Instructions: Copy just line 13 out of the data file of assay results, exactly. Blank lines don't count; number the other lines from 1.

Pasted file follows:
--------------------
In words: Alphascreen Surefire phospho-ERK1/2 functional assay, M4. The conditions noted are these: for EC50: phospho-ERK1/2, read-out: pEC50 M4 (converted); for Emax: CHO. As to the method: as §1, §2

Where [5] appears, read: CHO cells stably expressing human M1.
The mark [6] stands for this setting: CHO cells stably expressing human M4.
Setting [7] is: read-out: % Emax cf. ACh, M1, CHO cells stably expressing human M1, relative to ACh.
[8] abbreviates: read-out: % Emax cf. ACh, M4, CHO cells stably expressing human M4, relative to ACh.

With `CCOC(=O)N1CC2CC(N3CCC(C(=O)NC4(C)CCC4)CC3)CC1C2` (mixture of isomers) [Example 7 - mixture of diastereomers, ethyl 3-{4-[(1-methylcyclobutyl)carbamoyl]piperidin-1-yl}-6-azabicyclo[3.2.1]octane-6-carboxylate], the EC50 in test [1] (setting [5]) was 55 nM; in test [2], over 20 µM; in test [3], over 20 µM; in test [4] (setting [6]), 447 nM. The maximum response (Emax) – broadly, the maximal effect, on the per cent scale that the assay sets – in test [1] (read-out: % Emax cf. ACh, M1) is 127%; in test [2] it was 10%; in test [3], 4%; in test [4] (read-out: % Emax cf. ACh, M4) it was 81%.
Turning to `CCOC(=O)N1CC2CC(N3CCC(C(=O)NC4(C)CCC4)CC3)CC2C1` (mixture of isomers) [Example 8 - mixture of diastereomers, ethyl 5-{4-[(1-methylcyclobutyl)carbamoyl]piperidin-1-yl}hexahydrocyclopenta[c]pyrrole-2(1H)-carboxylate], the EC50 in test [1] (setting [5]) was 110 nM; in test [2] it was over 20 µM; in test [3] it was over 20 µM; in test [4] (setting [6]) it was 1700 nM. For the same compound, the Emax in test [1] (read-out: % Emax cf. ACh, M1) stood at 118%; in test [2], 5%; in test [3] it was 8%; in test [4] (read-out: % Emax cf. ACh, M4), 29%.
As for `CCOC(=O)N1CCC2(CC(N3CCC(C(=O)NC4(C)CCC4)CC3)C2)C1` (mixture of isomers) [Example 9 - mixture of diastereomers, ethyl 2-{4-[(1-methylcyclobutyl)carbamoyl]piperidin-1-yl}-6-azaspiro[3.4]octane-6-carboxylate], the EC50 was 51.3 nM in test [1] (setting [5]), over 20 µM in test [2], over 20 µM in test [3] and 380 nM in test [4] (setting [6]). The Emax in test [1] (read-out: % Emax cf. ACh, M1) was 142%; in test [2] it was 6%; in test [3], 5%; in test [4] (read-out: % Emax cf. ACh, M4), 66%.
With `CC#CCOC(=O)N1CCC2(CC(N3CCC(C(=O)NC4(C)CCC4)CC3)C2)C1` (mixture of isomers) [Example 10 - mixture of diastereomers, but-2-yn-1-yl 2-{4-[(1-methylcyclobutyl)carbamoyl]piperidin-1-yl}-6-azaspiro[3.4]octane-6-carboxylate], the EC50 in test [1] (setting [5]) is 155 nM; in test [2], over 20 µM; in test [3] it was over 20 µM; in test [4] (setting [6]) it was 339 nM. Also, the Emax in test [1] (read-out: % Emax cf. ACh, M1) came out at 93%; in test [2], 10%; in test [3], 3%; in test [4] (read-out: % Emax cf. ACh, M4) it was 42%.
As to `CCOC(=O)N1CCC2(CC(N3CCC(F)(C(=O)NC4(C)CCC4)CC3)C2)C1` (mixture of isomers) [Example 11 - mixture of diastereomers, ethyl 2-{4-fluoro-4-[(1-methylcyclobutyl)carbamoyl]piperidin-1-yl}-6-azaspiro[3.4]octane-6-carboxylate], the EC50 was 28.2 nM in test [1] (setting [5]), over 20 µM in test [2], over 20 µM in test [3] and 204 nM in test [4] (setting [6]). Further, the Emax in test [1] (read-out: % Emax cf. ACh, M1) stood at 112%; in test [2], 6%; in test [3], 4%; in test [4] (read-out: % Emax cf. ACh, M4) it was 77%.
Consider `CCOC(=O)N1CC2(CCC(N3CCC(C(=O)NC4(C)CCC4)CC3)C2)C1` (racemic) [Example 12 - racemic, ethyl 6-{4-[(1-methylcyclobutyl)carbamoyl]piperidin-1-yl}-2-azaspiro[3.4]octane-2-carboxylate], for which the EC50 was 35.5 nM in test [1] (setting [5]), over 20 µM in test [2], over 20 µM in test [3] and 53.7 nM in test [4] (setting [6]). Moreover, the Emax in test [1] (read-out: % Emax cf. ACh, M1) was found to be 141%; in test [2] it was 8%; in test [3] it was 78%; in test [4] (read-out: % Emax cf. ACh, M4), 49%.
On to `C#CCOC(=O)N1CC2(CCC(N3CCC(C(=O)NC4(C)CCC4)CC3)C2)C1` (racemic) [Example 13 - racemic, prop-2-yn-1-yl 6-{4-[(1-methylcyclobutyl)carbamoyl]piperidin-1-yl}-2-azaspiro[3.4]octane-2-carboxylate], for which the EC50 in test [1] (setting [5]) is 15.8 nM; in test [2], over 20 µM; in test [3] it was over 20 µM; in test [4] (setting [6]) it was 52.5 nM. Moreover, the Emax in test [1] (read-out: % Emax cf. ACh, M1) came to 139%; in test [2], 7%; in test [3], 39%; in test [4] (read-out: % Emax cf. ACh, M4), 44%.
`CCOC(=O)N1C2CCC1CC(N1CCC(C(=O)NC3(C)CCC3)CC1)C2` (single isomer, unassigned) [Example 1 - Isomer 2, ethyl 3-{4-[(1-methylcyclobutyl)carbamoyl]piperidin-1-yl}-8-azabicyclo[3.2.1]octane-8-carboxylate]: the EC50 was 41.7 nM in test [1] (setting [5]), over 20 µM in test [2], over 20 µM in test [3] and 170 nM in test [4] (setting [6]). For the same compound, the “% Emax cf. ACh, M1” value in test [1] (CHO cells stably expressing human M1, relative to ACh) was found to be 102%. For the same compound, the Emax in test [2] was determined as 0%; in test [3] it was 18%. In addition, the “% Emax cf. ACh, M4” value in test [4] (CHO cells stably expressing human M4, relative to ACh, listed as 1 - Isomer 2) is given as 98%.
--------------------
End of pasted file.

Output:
`CCOC(=O)N1C2CCC1CC(N1CCC(C(=O)NC3(C)CCC3)CC1)C2` (single isomer, unassigned) [Example 1 - Isomer 2, ethyl 3-{4-[(1-methylcyclobutyl)carbamoyl]piperidin-1-yl}-8-azabicyclo[3.2.1]octane-8-carboxylate]: the EC50 was 41.7 nM in test [1] (setting [5]), over 20 µM in test [2], over 20 µM in test [3] and 170 nM in test [4] (setting [6]). For the same compound, the “% Emax cf. ACh, M1” value in test [1] (CHO cells stably expressing human M1, relative to ACh) was found to be 102%. For the same compound, the Emax in test [2] was determined as 0%; in test [3] it was 18%. In addition, the “% Emax cf. ACh, M4” value in test [4] (CHO cells stably expressing human M4, relative to ACh, listed as 1 - Isomer 2) is given as 98%.